HTML and CSS Reference
At its most basic, an image map looks like:
Currently, no regions exist within the map and it has no association with an image on the page. This image
map is ostensibly useless, but it's still perfectly valid.
Let's associate the image map with an img element:
<img src="crime-map.jpg" alt="Crime Map" usemap="#crime-map">
Easy, right? The usemap attribute of the img element associates the image map with the graphical image.
This means that any area elements added to the map will be applied to the crime map image. Note that the
usemap attribute's value must begin with a hash character.
name : gives the map a name that allows for association with an image via the usemap attribute.
The value of the name attribute must be a string at least one character long and can't contain
Aside from the global attributes available to all elements, there are no additional optional attributes. There
is, however, the following caveat relating to the id attribute.
Should you define an id attribute on the map element, its value must be exactly the same as the value of
the name attribute:
<map name="crime-map" id="crime-map"></map>
The id attribute isn't required, but when it comes to the map element, if both the name and the id attributes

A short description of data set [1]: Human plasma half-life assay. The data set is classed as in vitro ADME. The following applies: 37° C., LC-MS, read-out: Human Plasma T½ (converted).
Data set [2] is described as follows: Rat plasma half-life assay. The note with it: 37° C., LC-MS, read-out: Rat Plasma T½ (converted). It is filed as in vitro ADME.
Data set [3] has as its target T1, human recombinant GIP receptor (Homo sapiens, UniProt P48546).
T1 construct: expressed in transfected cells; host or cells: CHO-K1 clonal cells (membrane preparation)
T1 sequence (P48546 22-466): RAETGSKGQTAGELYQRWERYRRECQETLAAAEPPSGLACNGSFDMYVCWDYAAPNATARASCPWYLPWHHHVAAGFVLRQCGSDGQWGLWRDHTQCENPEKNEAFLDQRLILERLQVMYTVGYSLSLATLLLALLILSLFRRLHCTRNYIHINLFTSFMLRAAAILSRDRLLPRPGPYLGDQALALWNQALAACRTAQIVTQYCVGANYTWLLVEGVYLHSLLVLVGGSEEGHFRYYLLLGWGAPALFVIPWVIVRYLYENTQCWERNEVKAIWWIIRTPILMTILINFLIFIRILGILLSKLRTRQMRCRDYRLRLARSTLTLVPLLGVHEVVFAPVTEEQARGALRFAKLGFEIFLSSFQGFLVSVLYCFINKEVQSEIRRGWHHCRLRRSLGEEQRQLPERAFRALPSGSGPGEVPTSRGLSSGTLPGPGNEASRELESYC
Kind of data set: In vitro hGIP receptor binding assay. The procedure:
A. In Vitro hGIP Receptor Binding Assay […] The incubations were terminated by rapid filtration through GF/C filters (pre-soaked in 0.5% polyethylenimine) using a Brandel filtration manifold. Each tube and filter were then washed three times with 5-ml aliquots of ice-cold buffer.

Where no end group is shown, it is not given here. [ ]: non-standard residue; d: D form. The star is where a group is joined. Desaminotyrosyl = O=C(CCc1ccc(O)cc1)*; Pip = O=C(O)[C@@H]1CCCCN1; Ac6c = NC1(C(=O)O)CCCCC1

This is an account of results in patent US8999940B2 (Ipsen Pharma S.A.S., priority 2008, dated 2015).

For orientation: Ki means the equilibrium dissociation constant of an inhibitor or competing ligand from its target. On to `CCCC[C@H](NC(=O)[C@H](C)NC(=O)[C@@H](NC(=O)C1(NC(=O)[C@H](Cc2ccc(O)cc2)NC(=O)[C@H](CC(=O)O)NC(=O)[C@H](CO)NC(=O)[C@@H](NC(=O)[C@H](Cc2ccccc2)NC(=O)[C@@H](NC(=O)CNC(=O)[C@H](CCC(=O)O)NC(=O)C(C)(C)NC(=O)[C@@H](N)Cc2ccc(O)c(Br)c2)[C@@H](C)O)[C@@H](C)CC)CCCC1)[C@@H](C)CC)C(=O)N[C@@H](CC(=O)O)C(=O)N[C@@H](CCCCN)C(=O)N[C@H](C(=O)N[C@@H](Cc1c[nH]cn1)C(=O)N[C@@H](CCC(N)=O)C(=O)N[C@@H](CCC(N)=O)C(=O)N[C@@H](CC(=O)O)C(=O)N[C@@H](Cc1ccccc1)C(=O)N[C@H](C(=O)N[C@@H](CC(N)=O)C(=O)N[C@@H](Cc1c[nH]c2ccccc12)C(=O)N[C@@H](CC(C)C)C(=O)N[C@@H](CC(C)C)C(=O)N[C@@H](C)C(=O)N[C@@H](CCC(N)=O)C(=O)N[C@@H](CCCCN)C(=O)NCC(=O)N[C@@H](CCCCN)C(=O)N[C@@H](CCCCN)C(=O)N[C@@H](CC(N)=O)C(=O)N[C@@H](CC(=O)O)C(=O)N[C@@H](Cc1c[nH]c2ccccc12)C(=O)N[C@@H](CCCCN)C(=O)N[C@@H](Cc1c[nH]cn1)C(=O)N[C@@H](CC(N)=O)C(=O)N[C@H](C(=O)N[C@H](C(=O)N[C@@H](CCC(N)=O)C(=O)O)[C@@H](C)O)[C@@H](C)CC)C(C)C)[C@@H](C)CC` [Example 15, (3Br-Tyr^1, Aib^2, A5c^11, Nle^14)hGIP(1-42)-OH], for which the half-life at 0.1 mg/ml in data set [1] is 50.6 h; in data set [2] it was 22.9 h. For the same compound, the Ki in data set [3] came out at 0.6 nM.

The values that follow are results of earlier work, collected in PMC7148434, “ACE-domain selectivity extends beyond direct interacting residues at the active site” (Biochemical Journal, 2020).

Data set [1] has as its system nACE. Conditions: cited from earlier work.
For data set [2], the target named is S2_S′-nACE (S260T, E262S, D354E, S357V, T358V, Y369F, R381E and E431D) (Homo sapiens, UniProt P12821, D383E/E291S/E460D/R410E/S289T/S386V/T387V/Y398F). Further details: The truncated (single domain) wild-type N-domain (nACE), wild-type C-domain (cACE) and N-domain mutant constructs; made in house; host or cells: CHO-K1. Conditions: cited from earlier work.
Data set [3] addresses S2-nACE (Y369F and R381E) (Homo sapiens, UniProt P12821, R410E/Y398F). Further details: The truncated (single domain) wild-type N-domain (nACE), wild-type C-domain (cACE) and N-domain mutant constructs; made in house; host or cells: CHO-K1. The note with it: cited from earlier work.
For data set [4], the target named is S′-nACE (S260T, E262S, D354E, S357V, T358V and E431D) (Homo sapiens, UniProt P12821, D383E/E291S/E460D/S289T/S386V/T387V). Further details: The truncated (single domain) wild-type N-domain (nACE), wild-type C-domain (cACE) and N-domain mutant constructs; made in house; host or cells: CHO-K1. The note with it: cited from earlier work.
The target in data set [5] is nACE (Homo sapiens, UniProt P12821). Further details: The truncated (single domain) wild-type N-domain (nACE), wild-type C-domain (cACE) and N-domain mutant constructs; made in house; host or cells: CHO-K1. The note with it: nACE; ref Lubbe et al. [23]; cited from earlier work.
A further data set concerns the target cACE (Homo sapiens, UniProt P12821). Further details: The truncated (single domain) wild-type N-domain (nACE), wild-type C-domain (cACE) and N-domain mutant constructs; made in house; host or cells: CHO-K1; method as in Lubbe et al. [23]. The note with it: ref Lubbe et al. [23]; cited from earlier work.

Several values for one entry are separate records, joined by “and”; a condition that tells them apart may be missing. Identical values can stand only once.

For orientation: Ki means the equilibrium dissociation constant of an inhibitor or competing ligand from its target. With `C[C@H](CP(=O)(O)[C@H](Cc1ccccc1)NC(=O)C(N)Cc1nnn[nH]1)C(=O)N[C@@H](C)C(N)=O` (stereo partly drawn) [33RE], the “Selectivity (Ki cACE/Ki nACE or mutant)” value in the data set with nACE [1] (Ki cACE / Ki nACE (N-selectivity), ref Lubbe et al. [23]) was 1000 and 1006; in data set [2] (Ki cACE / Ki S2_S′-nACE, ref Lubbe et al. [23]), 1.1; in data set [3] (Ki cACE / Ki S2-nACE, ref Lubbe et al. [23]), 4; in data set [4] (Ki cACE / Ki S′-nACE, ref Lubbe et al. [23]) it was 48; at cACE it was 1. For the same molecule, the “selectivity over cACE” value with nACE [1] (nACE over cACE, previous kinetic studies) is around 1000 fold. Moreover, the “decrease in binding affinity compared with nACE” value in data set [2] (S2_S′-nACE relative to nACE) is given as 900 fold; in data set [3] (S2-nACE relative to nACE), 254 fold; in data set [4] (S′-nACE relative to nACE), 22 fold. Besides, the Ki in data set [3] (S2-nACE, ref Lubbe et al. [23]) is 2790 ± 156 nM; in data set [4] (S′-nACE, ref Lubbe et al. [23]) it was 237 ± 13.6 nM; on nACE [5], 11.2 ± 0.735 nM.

are present, their values must match exactly.
The area element represents an area on an image map. If the href attribute is specified on an area
element, the corresponding region on the image is clickable. Otherwise, the area element defines a dead
region on the image map.
area elements, like img elements, are void elements and don't have an end tag. If you are using HTML-
style syntax, you'd write an area element like this:
If you prefer XHTML-style syntax, you'd include a trailing slash:
Either method is appropriate, so long as you generally pick one and stick to it. Consistency counts! For the
examples in this chapter, we'll be using the HTML-style syntax with no trailing slash.